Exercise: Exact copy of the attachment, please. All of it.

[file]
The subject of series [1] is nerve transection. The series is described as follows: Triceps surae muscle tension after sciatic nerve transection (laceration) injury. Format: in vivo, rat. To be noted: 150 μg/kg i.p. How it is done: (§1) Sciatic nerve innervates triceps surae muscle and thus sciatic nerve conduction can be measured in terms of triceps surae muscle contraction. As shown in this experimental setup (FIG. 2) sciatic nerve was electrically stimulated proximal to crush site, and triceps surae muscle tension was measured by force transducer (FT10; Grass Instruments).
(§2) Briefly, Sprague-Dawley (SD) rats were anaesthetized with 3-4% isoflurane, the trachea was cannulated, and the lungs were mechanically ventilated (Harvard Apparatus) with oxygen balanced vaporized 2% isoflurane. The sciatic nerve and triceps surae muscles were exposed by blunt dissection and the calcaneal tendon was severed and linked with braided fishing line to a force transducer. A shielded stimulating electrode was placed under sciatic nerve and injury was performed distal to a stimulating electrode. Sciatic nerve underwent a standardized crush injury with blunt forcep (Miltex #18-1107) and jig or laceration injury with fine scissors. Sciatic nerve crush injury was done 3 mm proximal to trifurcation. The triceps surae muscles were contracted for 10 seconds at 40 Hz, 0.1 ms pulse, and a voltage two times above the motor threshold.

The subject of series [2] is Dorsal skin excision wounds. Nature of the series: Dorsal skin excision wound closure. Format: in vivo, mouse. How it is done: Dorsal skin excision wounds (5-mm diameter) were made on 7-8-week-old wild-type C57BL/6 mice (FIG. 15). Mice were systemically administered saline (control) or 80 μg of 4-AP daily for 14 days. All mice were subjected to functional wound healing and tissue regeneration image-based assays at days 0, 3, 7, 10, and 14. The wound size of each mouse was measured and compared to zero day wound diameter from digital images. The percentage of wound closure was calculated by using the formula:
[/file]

The subject of series [1] is nerve transection. The series is described as follows: Triceps surae muscle tension after sciatic nerve transection (laceration) injury. Format: in vivo, rat. To be noted: 150 μg/kg i.p. How it is done: (§1) Sciatic nerve innervates triceps surae muscle and thus sciatic nerve conduction can be measured in terms of triceps surae muscle contraction. As shown in this experimental setup (FIG. 2) sciatic nerve was electrically stimulated proximal to crush site, and triceps surae muscle tension was measured by force transducer (FT10; Grass Instruments).
(§2) Briefly, Sprague-Dawley (SD) rats were anaesthetized with 3-4% isoflurane, the trachea was cannulated, and the lungs were mechanically ventilated (Harvard Apparatus) with oxygen balanced vaporized 2% isoflurane. The sciatic nerve and triceps surae muscles were exposed by blunt dissection and the calcaneal tendon was severed and linked with braided fishing line to a force transducer. A shielded stimulating electrode was placed under sciatic nerve and injury was performed distal to a stimulating electrode. Sciatic nerve underwent a standardized crush injury with blunt forcep (Miltex #18-1107) and jig or laceration injury with fine scissors. Sciatic nerve crush injury was done 3 mm proximal to trifurcation. The triceps surae muscles were contracted for 10 seconds at 40 Hz, 0.1 ms pulse, and a voltage two times above the motor threshold.

The subject of series [2] is Dorsal skin excision wounds. Nature of the series: Dorsal skin excision wound closure. Format: in vivo, mouse. How it is done: Dorsal skin excision wounds (5-mm diameter) were made on 7-8-week-old wild-type C57BL/6 mice (FIG. 15). Mice were systemically administered saline (control) or 80 μg of 4-AP daily for 14 days. All mice were subjected to functional wound healing and tissue regeneration image-based assays at days 0, 3, 7, 10, and 14. The wound size of each mouse was measured and compared to zero day wound diameter from digital images. The percentage of wound closure was calculated by using the formula: